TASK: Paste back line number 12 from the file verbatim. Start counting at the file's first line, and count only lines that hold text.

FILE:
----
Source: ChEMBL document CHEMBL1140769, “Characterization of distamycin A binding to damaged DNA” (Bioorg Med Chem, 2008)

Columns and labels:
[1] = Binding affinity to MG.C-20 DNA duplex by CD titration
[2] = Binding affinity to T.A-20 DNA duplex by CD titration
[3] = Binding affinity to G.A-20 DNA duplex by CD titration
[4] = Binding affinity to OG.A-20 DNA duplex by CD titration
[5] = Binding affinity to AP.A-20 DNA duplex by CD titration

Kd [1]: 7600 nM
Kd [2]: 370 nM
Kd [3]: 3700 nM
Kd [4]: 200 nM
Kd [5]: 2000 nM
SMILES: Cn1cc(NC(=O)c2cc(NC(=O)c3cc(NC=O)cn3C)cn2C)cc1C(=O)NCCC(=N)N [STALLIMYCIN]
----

Kd [5]: 2000 nM